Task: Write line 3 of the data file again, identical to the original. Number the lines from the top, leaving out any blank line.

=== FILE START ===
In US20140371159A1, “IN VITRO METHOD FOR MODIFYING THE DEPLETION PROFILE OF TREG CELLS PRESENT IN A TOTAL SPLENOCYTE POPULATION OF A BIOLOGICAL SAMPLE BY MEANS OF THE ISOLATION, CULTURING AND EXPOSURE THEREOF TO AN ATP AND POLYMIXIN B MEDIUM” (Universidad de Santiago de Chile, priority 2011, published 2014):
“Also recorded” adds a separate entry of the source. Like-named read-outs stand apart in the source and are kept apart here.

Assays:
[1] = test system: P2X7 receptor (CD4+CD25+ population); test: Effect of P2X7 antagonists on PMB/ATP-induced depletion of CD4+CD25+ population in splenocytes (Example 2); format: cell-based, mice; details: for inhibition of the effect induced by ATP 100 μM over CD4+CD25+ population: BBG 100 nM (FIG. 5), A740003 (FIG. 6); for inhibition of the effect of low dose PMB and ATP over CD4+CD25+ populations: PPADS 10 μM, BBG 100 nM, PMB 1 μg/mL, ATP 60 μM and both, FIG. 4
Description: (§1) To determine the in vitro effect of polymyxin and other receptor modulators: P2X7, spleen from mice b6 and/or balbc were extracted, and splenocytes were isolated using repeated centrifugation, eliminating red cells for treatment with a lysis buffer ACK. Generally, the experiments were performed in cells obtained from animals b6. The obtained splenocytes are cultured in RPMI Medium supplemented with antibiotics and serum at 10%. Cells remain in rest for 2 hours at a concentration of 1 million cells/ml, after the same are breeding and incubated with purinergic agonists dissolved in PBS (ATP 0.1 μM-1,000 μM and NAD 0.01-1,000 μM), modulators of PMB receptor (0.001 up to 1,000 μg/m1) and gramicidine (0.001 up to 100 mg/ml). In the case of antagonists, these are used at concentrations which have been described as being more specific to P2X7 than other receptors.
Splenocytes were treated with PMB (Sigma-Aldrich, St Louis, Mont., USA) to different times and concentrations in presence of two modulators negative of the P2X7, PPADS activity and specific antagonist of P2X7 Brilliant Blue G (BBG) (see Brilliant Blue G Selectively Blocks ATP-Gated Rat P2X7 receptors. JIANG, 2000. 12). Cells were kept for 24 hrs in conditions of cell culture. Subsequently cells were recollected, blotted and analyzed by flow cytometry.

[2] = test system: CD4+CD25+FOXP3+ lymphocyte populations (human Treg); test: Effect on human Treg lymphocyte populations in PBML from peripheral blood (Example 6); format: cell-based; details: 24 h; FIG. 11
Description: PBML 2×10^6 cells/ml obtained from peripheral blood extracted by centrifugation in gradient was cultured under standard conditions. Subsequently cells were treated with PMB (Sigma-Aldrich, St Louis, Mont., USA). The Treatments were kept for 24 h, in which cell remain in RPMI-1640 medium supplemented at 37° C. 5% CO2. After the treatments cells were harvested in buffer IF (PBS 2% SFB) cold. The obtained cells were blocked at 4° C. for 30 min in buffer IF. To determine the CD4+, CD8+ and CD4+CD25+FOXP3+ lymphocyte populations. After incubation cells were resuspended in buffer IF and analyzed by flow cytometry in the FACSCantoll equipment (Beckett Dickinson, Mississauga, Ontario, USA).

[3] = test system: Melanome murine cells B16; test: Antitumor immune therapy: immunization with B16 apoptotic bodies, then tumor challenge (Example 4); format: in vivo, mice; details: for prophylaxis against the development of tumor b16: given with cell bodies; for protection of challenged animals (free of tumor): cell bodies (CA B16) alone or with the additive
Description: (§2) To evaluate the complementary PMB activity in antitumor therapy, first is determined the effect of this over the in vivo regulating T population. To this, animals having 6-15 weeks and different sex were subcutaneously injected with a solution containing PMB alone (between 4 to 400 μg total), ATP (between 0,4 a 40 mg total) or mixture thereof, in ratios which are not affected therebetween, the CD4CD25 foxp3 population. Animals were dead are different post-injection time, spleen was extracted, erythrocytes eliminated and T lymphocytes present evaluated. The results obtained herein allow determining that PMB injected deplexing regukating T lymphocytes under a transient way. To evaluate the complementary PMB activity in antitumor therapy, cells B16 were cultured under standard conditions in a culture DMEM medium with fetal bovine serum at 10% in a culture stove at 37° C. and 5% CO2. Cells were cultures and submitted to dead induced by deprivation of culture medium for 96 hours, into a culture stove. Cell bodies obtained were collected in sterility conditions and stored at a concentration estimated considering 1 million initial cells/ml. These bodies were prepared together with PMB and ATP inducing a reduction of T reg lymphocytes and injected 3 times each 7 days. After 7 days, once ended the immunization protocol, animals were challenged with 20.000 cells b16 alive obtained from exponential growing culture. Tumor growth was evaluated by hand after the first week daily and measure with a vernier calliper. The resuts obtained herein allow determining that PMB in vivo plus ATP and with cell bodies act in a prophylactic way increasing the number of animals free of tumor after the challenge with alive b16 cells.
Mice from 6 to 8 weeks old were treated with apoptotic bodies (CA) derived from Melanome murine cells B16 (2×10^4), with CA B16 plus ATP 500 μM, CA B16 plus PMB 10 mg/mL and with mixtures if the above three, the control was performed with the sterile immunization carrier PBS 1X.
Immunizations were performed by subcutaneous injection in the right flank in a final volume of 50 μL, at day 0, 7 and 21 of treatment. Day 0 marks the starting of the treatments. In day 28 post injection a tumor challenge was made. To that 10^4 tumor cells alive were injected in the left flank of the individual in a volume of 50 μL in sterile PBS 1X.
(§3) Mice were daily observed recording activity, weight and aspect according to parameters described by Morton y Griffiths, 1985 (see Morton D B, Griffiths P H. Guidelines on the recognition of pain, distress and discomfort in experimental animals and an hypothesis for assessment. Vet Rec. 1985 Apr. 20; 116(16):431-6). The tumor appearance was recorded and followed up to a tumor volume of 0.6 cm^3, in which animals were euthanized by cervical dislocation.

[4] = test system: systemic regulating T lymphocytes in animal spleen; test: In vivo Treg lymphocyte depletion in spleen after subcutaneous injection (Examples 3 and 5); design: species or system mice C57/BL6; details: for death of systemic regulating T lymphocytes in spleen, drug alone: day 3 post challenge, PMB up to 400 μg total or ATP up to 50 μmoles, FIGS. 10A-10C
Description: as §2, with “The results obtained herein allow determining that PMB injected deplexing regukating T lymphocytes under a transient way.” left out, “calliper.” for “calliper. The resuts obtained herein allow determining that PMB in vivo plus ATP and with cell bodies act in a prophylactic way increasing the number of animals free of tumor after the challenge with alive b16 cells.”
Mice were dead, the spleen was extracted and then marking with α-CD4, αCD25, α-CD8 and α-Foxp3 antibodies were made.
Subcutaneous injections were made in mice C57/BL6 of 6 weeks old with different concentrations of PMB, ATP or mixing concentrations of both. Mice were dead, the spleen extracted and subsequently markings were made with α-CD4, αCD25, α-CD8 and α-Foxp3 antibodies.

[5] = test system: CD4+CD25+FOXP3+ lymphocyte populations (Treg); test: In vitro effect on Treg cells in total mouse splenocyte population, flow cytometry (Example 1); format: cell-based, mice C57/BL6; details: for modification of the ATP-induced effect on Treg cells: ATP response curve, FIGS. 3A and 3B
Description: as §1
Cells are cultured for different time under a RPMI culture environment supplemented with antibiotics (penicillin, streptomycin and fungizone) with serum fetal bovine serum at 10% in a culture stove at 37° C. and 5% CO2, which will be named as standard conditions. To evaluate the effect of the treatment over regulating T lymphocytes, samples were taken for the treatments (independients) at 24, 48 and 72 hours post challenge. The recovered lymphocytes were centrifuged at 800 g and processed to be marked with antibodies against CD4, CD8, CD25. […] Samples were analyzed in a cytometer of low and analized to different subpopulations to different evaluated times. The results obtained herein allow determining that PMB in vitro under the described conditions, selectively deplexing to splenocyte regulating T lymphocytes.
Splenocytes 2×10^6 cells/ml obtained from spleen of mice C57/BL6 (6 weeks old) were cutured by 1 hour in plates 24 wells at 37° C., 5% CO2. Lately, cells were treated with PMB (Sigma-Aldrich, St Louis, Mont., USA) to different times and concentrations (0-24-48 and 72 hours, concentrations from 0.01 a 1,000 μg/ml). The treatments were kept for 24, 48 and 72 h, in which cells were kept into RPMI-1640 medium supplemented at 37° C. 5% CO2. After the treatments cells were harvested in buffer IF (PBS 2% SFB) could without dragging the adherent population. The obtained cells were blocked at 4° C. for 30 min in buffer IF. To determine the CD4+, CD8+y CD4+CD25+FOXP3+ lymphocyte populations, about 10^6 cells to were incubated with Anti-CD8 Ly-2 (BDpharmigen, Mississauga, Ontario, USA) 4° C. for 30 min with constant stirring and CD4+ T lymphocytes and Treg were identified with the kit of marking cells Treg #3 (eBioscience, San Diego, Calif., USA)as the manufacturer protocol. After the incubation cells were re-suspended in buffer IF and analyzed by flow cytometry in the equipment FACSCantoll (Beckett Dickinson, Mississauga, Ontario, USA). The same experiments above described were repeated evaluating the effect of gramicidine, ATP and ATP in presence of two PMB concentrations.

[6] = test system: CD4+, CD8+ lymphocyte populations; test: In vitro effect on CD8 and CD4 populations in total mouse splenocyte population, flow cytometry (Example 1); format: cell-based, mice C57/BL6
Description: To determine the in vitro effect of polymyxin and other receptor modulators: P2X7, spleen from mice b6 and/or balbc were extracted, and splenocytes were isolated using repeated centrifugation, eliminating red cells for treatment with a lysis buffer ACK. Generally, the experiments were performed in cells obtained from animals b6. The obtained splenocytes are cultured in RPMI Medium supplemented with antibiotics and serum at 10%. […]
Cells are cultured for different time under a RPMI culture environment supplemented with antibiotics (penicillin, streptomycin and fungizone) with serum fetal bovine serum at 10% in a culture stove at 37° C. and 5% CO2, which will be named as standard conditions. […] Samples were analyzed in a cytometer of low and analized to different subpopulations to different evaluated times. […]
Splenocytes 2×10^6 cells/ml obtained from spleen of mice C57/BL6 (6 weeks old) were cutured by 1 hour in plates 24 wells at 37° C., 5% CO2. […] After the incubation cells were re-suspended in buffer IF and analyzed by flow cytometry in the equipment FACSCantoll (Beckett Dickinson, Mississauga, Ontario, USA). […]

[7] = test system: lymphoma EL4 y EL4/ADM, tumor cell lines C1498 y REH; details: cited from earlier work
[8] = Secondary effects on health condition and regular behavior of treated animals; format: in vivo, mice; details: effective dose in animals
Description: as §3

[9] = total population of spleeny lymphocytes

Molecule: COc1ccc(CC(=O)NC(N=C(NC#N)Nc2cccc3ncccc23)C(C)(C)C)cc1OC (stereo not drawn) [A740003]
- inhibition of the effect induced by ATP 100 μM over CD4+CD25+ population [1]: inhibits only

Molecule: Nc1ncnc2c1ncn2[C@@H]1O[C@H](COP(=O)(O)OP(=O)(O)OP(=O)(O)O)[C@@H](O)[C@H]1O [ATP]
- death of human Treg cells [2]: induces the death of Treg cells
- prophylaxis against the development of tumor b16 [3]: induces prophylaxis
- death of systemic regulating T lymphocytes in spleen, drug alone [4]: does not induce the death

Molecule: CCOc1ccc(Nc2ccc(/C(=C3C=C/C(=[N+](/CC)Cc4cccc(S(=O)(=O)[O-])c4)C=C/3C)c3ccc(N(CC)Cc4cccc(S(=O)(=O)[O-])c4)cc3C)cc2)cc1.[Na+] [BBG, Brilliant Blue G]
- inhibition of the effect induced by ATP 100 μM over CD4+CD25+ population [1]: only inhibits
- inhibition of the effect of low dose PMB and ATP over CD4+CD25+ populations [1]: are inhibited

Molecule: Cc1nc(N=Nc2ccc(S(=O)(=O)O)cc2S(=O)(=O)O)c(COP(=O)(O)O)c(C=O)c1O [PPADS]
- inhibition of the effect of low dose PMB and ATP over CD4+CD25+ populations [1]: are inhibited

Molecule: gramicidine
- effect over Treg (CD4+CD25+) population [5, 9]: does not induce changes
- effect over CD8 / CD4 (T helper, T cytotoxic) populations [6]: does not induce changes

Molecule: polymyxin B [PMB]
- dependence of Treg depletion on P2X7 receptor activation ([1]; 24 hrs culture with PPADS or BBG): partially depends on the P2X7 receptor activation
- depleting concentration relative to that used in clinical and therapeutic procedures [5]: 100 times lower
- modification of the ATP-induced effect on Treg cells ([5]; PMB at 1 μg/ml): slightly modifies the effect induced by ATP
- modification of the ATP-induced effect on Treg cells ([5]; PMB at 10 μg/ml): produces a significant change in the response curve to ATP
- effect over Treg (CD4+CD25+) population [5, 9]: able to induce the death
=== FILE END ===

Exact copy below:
Assays: